Archibald MacGregor and the Battle of Culloden Moor by Steven C. Gardner
Battle of Culloden

The Tattoo 26, is a trailerable, 26-foot motorsailer built by Paul Sharp and Laura MacGregor Sharp. Laura is the daughter of Roger MacGregor, designer and builder of the MacGregor 26.

  • The MacGregor 26 sailboats are prevalent outside of Scotland, as they were built by MacGregor Yacht Corporation in the United States6.
  • The Tattoo 26 is a sailboat built by Tattoo Yachts, which is a separate company from MacGregor Yacht Corporation. It is similar to the MacGregor 26M, but it is not the same125.
  • The MacGregor 26X and MacGregor 26M are both sailboats and motor-sailboats. They have a more powerful engine than earlier models, making them suitable for motor-sailing16.
  • MacGregor 26 sailboats can be trailered in Scotland, but it is important to comply with local regulations and obtain the necessary permits1.
Edinburgh Scotland. Photo shows the Royal Mile.

The gathering in Edinburgh involving tattoo refers to the Royal Edinburgh Military Tattoo, which is one of the most iconic events in Edinburgh’s calendar156. It is held annually on the Edinburgh Castle Esplanade and features military bands and display teams from across the globe1356. The event celebrates the skills and talents of military performers, including bagpipers, marching bands, Highland dancers, and motorcyclists1356. The sounds of the bands can be heard throughout the city, followed by the cheers of the audience, the roar of military jets flying over the city, and finally the glorious fireworks that color the night sky1. The Royal Edinburgh Military Tattoo is not related to the Scottish Tattoo Convention, which is a separate event held at the Edinburgh O2 Academy24. The Royal Edinburgh Military Tattoo is a major tourist attraction, and tickets for the event are available for purchase156.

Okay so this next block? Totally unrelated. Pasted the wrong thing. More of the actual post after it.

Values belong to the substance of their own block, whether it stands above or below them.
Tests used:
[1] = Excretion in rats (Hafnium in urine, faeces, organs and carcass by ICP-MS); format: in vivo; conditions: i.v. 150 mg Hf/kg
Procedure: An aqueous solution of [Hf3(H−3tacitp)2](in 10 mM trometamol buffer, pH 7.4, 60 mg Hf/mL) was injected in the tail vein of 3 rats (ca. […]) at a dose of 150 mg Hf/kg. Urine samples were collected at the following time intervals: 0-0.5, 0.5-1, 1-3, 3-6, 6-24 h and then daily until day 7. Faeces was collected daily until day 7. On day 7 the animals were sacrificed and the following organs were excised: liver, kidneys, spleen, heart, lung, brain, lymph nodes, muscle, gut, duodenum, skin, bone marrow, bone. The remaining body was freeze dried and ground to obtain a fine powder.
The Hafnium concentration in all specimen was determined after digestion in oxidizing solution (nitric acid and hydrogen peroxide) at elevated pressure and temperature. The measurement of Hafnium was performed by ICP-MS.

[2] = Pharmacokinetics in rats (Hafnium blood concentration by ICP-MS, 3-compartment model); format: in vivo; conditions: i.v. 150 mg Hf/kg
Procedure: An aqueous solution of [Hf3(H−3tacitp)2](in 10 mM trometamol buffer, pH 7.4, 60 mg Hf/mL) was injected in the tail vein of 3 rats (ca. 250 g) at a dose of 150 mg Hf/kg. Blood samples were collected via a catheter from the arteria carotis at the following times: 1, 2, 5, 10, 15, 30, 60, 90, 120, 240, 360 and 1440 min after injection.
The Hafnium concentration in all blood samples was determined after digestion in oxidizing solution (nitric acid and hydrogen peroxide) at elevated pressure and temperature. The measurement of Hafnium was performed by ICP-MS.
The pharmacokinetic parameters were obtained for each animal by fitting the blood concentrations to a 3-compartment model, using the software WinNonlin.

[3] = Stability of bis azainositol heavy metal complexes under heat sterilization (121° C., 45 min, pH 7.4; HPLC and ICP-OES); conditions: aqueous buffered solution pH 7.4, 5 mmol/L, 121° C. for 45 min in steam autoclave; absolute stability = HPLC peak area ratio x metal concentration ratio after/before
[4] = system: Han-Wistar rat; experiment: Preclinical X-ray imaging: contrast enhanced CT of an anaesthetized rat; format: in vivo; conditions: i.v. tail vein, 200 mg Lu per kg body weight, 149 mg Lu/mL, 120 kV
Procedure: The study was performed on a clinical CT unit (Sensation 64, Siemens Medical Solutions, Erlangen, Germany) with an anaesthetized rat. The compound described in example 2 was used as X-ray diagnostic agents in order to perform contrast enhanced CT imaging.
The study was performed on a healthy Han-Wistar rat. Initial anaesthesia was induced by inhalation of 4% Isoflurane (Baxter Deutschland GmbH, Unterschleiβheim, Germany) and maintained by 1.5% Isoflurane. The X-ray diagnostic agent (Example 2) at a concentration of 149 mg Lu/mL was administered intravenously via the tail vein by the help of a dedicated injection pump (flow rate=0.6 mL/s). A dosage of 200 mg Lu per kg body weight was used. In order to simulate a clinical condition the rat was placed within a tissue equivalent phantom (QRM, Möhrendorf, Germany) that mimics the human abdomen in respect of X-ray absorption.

When Vikings arrived in Scotland, they saw the pillared cliffs in this photo through fog. They named the area Skye, which means mist. We visited this area in July of 2023. It is on the Island of Skye.

Oh, children of the mist, the MacGregors,
Whose name is known throughout the land,
Their boats may outnumber them in Scotland,
But their legacy is still grand.

Their tales of cattle stealing and blackmail,
Are whispered in the Highlands with awe,
For Rob Roy, the MacGregor outlaw,
Was a legend that history saw.

The moon’s on the lake, and the mist’s on the brae,
And the Clan has a name that is nameless by day;
Then gather, gather, gather Grigalach!
For the MacGregors are here to stay.

Though Shakespeare never wrote of their deeds,
Their story lives on in song and verse,
For the MacGregors are a part of Scotland’s history,
And their legacy is a treasure to be preserved.

All the lands of the Macgregors were taken as well as use of the clan name. To survive and in retaliation, cattle steeling was common.

The name Grigalach is significant to the MacGregors as it was their war cry. It was a symbol of their defiance and courage in the face of adversity124. The MacGregors were a proud and resilient clan, and the use of the war cry Grigalach was a way to rally their troops and show their strength in battle.

Grigalach is also mentioned in Sir Walter Scott’s novel “Rob Roy,” which helped to popularize the MacGregors and their history1. While some sources suggest that Grigalach was an alias for the MacGregors, there is little documented evidence to support this claim5.Nonetheless, the name Grigalach remains an important part of the MacGregor legacy and is still remembered today as a symbol of their strength and courage.

In the misty land of Scotland’s lore,
Where MacGregors dwell forevermore,
Their name echoes through the Highland air,
A legacy of strength and flair.

Children of the mist, they’re known to be,
Defiant souls, wild and free,
More boats bear their brand on the sea,
Than MacGregors living, it’s plain to see.

Through history’s pages, their story unfolds,
Surviving hardships, brave and bold,
Dogged endurance in the face of strife,
They’ve carved their place in Scottish life.

Grigalach, the war cry that rings,
Courageous hearts, it proudly sings,
MacGregors gather, united and strong,
Their spirit echoes through the throng.

In tales and poems, their fame is told,
From Sir Walter Scott’s words of old,
Rob Roy, the outlaw, a legend’s name,
Forever etched in Scotland’s fame.

So raise a toast to the MacGregor clan,
A resilient spirit that forever spans,
Through mist and time, their legacy lives,
MacGregors, proud, their story thrives.

One thought on “Scots Children of the Mist